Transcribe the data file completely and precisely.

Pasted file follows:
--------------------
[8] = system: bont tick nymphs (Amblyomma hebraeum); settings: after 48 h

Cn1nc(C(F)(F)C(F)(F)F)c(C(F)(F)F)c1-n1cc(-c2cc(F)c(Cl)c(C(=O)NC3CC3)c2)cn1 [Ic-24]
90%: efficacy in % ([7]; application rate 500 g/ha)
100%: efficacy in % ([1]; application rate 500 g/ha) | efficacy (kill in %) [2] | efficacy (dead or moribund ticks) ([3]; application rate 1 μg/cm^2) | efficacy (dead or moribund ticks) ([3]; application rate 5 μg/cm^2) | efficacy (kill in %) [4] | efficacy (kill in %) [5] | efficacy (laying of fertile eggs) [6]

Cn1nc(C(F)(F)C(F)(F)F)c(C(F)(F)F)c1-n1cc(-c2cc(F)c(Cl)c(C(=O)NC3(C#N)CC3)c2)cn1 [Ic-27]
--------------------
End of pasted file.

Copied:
[8] = system: bont tick nymphs (Amblyomma hebraeum); settings: after 48 h

Cn1nc(C(F)(F)C(F)(F)F)c(C(F)(F)F)c1-n1cc(-c2cc(F)c(Cl)c(C(=O)NC3CC3)c2)cn1 [Ic-24]
90%: efficacy in % ([7]; application rate 500 g/ha)
100%: efficacy in % ([1]; application rate 500 g/ha) | efficacy (kill in %) [2] | efficacy (dead or moribund ticks) ([3]; application rate 1 μg/cm^2) | efficacy (dead or moribund ticks) ([3]; application rate 5 μg/cm^2) | efficacy (kill in %) [4] | efficacy (kill in %) [5] | efficacy (laying of fertile eggs) [6]

Cn1nc(C(F)(F)C(F)(F)F)c(C(F)(F)F)c1-n1cc(-c2cc(F)c(Cl)c(C(=O)NC3(C#N)CC3)c2)cn1 [Ic-27]